Here are specific year end strategies HVAC business owners can take advantage of.
Postpone invoices: Under the cash method of accounting, business owners can wait until the beginning of the year to invoice their customers. However, you can not wait to cash the check. If you’ve received payment in 2018, you cannot defer that income to 2019.
Prepay expenses: Certain expenses like lease, insurance and utility bills could be prepaid before the end of the year to accelerate expenses in 2018 and decrease your 2018 tax liability. For example, if you have a HVAC unit that you will be installing a new condenser on, you could decrease your 2018 tax by buying the part now, and wait until 2019 to install and invoice for the job. But it’s a good idea to make sure you have enough cash on hand to float you in the short-term.
Buy equipment or vehicles: We are Profit First professionals and it makes it hard to share this tip, so we urge you to do so with caution. We do not believe in buying equipment simply to save tax. However, if newer equipment, more efficient machinery, or additional tools can add to your net profits via a return on your investment, then by all means take advantage of the depreciation rules for expensing the the costs of fixed assets in 2018. See our video to learn about Section 179 expensing rules and auto depreciation limits.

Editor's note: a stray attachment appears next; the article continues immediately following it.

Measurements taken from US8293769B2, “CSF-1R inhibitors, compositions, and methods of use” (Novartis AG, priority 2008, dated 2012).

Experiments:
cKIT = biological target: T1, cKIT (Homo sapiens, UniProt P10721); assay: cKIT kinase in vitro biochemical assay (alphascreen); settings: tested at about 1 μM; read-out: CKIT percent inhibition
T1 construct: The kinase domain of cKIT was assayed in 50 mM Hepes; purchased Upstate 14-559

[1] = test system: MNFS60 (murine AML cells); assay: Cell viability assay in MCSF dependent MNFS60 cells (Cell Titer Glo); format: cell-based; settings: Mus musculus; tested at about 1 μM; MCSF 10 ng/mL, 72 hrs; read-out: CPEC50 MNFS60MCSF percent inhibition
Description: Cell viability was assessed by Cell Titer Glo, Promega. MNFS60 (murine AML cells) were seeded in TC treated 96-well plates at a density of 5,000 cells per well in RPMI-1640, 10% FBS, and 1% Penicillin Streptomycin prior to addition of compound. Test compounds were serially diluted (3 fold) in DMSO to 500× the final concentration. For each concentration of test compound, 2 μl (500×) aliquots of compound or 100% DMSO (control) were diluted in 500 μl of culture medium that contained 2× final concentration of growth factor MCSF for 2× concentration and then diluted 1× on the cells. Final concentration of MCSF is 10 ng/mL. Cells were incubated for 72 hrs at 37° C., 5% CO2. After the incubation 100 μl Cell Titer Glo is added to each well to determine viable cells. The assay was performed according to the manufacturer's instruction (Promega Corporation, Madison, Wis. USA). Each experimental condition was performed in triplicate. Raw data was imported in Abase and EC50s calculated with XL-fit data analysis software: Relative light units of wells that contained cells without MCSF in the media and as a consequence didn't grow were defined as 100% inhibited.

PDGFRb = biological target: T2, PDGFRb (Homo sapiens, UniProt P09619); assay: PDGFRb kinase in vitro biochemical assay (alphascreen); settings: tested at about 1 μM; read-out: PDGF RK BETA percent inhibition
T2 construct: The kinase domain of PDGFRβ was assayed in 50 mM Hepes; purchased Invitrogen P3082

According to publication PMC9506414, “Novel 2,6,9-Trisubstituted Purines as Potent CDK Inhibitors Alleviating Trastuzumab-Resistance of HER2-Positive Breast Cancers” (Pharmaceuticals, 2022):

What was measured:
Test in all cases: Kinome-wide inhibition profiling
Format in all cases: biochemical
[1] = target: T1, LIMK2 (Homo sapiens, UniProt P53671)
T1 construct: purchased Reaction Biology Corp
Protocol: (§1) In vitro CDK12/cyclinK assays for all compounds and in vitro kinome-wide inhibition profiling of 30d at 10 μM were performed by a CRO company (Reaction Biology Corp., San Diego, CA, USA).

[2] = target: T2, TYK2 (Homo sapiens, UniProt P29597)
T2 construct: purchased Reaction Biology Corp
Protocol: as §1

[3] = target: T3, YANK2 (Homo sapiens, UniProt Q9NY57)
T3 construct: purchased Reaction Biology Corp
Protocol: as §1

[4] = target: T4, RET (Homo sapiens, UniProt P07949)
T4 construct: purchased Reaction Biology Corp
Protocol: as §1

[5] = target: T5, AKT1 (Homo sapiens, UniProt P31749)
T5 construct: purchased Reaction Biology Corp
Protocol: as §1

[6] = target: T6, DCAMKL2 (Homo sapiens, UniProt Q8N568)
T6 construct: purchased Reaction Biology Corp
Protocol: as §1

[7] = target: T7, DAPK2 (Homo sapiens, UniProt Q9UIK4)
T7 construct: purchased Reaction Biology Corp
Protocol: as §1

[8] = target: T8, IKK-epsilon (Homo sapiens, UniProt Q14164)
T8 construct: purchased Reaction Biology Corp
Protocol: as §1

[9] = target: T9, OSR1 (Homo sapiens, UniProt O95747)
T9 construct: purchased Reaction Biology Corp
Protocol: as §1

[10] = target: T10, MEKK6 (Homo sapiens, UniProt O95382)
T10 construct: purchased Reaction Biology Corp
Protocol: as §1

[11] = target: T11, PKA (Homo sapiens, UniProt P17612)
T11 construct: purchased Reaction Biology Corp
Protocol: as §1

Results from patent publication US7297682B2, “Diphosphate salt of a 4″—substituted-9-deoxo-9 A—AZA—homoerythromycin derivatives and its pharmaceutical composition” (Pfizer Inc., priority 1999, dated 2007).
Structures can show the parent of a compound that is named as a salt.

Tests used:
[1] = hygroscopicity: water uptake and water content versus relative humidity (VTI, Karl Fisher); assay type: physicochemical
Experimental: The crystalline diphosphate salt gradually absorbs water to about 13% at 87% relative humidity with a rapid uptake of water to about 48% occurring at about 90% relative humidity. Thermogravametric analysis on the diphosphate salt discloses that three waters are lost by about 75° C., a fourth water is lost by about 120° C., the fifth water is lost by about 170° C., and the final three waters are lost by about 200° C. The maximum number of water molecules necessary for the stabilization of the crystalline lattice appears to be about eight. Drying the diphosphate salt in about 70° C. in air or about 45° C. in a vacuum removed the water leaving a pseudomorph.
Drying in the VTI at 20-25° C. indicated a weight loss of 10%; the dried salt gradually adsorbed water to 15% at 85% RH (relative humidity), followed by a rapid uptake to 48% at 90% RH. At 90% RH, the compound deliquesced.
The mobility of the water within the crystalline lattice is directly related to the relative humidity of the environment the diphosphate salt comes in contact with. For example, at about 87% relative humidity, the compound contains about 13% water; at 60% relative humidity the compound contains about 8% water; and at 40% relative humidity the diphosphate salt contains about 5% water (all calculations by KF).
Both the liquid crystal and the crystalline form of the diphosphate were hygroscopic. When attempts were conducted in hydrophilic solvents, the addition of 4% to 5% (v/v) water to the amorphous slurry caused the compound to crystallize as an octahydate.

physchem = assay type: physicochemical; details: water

Use credit cards: Another way to prepay expenses and defer the cash outflow is through the use of credit cards. Generally, expenses paid by credit card are deductible when charged, and although they generate an immediate tax savings, the payment can be deferred into the next year. This is also a great way to increase cash flow.
Contribute to retirement plans: Certain plans like IRAs allow you to make tax deductible contributions in the following tax year, some as late as the extended due date, however you can benefit by increasing or maxing out your deductible contributions to a retirement plan before December 31, 2018.
Qualify for the pass-through business deduction: If you’re self-employed or own a pass-through entity such as a partnership, or S corporation, then you may be eligible for a 20% business income deduction. As much as 20% of your net business income can be excluded from income tax. But if your taxable income exceeds $157,500 ($315,000 for joint filers), certain limitations do kick in.
BONUS TIP: Make use of an accountable plan. If you are an employee of your S or C corporation, and you use a portion of your personal residence for work, such as office space, inventory or storage, then your business can reimburse you for the cash expenses related to the business use of your personal home.